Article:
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The CLO market can grow up without losing its teeth

By Will Caiger-Smith
10 Mar 2015

It’s easy to make short term arguments that standardising CLO documentation and improving execution transparency hurts managers, or investors, or banks. But it doesn’t have to.

At IMN’s London CLO conference on Monday, standardisation of documentation was a big topic of discussion. The consensus was that, in Europe at least, CLO 2.0 documentation has improved, but there were still big variations in language.

One panelist gave the example of two CLOs whose documentation included very different definitions of covenant-lite loans. Even though they held a lot of the same loans in their portfolios, quirks in the cov-lite definitions mean that one was ostensibly running a 29% cov-lite bucket, while the other’s was 0%.

Such quirks should surely not exist, particularly with a term as widely used as cov-lite. In the US market, this situation is reminiscent of some investors’ complaints that recently, total indebtedness language has loosened to the extent that middle market loans are beginning to creep into broadly syndicated CLO portfolios.

By lenders’ own admission, the definition of middle market lending is often hard to pin down. That vagueness is fine if you’re working on your marketing material, but if you’re putting your loans into a CLO that is going to be bought by a large number of disparate investors, it would make sense for the market to come up with some concrete definitions for the sake of clarity and delineation.

The problem is that while triple-A investors — especially those new to the market — would probably appreciate more clarity, having some level of confusion and disparity between different deals is actually a boon for larger CLO equity buyers, which have the resources to pore over documentation and work out where they can extract value and arbitrage.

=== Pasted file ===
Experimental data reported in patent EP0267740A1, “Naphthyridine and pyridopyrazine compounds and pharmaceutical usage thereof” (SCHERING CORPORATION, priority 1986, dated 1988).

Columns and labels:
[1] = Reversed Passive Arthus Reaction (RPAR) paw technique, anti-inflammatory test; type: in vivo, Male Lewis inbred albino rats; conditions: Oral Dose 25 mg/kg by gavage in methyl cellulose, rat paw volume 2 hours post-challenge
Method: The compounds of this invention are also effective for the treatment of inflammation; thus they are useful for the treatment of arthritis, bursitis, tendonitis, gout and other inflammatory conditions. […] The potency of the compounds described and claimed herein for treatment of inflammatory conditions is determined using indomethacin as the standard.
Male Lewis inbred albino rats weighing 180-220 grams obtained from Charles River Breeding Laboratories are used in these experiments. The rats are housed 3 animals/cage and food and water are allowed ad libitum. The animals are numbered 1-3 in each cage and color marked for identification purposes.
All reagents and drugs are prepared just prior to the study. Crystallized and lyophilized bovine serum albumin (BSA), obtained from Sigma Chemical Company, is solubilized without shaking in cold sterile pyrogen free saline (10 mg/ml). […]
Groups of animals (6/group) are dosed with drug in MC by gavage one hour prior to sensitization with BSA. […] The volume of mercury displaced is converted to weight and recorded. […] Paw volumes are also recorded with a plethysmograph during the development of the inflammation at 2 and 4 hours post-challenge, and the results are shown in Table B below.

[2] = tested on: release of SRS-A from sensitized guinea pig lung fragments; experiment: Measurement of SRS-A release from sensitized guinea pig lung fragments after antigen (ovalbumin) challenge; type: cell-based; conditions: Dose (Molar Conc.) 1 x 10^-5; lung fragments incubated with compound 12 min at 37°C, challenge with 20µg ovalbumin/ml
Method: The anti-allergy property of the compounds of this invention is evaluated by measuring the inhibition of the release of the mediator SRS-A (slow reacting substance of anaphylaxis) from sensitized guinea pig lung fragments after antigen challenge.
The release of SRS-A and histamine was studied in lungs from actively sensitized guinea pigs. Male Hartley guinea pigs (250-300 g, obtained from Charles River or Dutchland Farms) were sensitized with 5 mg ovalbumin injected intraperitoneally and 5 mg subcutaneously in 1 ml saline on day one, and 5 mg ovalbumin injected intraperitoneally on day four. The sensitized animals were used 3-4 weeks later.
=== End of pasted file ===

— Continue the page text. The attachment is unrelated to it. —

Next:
That arbitrage would fade away with greater standardisation of documents, one investor argued at Monday’s conference. But it doesn’t have to. Having standardised definitions for terms like cov-lite wouldn’t stop CLO managers from structuring their deals to suit a particular equity investor, and what is more, it would improve liquidity.

Established investors might have to fight harder at their analysis and their relationships to find their precious arb, but it won’t disappear altogether. That applies to both the European market and the larger US market. The latter in particular, being a larger space with more players and therefore greater scope for variation, could particularly do with more standardisation, although for all the same reasons it is less likely to happen.

Speaking of which…

One area the US could improve on, however, is transparency. As one CLO manager pointed out in a recent GlobalCapital roundtable, CLOs are actually very transparent instruments — when they are closed and up and running. It’s the bit before that’s the problem.

Discount margins are a very important measure in a new CLO, and while US arrangers have got better at disclosing them recently — after a rough patch in the second half of last year — there is still a long way to go.

There are many reasons why investment banks and CLO managers might not want to reveal the prices at which different tranches were sold. Anchor investors may be given one price, leaving an arranger to fill in the blanks with other, smaller bids. Managers may not want to reveal they were sold cheap. Revealing discount margins alongside coupons can be awkward in such situations, and many others.

Yes, it’s a private market. Yes, there’s no obligation to disclose price. But it’s to the detriment of transparency and, perhaps more important, accessibility, when DMs are kept secret.

Disclosure of these numbers is still ad hoc, and that still means that in some deals, certain investors have to take it on trust that they’re not being scalped. You could forgive them for not being entirely comfortable with that. No investor likes to feel like one of Goldman Sachs’s “muppets”

Quite apart from that, greater transparency is a sign of good faith to regulators and lawmakers — and the CLO market could do with their support at the moment. 

By Will Caiger-Smith
10 Mar 2015